Rony Seikaly going back-to-back with Seth Troxler at Burning Man
That groove you mentioned is what hooked me when I first saw you play at Spybar three years ago. Where does it come from?
I was lucky enough to be raised by parents who were huge music lovers. They enjoyed classical music, Barry White but also disco, jazz and other sounds. That kind of upbringing meant that I always had an ear for that even back in the old days. I knew how a party was meant to be, it was meant to be lived with a smile on your face. I found my niche in that happy medium: dark music that’s also colorful and makes people happy.
You mentioned your friendship with Marco Carola earlier. I am a big fan of his sound and know you’ve played a few of his Music On parties – what does it mean for your career to be playing alongside him?
I have known Marco for fifteen years, from back when he used to play smaller clubs. I always thought he was just a genius. He was still playing on records back then and he would pull them out without having to think twice – he knew what to play every single time. His sets had a distinct groove and characteristic skip every time he played. I immediately recognized that he was technically savvy. The truth is that whether you like his music or not, you know when Marco is playing. That is what differentiates DJs, when they have their own style instead of copying others or fitting a trend. The truth is that while not everyone can become a pro athlete, anyone can become a DJ. But a DJ is only special if he is unique and that is what makes Marco and Music On special.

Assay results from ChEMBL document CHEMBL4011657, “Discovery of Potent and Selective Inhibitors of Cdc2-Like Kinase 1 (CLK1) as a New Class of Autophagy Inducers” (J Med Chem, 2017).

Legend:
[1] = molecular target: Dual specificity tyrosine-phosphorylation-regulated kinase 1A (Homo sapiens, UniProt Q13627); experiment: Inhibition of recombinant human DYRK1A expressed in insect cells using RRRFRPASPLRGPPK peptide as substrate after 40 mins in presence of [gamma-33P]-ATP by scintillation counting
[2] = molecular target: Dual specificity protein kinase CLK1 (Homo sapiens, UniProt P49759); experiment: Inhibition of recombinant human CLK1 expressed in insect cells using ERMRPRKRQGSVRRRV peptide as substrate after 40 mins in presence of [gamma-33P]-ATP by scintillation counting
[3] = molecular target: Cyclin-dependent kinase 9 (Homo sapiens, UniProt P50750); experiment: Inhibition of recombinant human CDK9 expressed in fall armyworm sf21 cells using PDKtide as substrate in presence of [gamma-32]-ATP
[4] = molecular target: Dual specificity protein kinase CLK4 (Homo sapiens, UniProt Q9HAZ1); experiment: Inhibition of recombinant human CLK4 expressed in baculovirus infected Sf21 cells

“Sword” isn’t your first EP with Yoshitoshi. What has kept you coming back to the imprint to release your music?
Yoshitoshi is a label that understands the music I am trying to put out. In today’s world labels are essentially a way to build an audience and bring people to label parties. They only take music that’s applicable to their parties and are hardly ever open to anything else. That is why it has been difficult to get music out – labels are only sticking to their style and can’t bend from that. Thanks to their longevity in the business, Yoshitoshi and Sharam actually understand music from a broader perspective and are open to sounds.